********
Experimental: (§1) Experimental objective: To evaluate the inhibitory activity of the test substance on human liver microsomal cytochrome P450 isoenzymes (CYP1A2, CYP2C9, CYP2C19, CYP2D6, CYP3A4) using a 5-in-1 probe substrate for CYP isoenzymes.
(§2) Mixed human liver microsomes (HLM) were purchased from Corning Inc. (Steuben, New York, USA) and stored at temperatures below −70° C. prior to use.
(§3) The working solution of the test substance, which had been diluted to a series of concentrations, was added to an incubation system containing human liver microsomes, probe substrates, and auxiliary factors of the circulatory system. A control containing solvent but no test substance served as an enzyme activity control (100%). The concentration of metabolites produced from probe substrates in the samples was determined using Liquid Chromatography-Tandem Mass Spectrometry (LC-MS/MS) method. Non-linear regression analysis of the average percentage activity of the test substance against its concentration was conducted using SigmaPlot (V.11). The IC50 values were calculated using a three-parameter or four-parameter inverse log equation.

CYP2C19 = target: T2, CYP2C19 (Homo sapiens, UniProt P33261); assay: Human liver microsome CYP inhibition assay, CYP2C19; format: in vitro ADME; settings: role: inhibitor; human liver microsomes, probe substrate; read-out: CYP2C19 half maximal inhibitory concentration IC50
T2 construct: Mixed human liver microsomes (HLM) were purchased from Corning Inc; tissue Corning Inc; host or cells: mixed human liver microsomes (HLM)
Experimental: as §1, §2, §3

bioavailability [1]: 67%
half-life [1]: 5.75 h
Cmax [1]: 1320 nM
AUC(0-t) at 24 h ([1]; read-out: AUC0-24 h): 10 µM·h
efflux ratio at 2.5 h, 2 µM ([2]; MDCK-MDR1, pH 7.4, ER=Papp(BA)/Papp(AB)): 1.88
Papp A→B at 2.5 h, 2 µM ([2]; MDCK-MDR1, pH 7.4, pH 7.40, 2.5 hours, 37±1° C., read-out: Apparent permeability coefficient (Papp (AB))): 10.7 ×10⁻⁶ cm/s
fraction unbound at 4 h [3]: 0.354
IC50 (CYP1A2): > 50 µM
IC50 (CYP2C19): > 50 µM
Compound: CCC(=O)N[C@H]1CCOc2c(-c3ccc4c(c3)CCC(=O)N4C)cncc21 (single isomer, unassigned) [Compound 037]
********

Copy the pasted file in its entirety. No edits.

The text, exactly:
Experimental: (§1) Experimental objective: To evaluate the inhibitory activity of the test substance on human liver microsomal cytochrome P450 isoenzymes (CYP1A2, CYP2C9, CYP2C19, CYP2D6, CYP3A4) using a 5-in-1 probe substrate for CYP isoenzymes.
(§2) Mixed human liver microsomes (HLM) were purchased from Corning Inc. (Steuben, New York, USA) and stored at temperatures below −70° C. prior to use.
(§3) The working solution of the test substance, which had been diluted to a series of concentrations, was added to an incubation system containing human liver microsomes, probe substrates, and auxiliary factors of the circulatory system. A control containing solvent but no test substance served as an enzyme activity control (100%). The concentration of metabolites produced from probe substrates in the samples was determined using Liquid Chromatography-Tandem Mass Spectrometry (LC-MS/MS) method. Non-linear regression analysis of the average percentage activity of the test substance against its concentration was conducted using SigmaPlot (V.11). The IC50 values were calculated using a three-parameter or four-parameter inverse log equation.

CYP2C19 = target: T2, CYP2C19 (Homo sapiens, UniProt P33261); assay: Human liver microsome CYP inhibition assay, CYP2C19; format: in vitro ADME; settings: role: inhibitor; human liver microsomes, probe substrate; read-out: CYP2C19 half maximal inhibitory concentration IC50
T2 construct: Mixed human liver microsomes (HLM) were purchased from Corning Inc; tissue Corning Inc; host or cells: mixed human liver microsomes (HLM)
Experimental: as §1, §2, §3

bioavailability [1]: 67%
half-life [1]: 5.75 h
Cmax [1]: 1320 nM
AUC(0-t) at 24 h ([1]; read-out: AUC0-24 h): 10 µM·h
efflux ratio at 2.5 h, 2 µM ([2]; MDCK-MDR1, pH 7.4, ER=Papp(BA)/Papp(AB)): 1.88
Papp A→B at 2.5 h, 2 µM ([2]; MDCK-MDR1, pH 7.4, pH 7.40, 2.5 hours, 37±1° C., read-out: Apparent permeability coefficient (Papp (AB))): 10.7 ×10⁻⁶ cm/s
fraction unbound at 4 h [3]: 0.354
IC50 (CYP1A2): > 50 µM
IC50 (CYP2C19): > 50 µM
Compound: CCC(=O)N[C@H]1CCOc2c(-c3ccc4c(c3)CCC(=O)N4C)cncc21 (single isomer, unassigned) [Compound 037]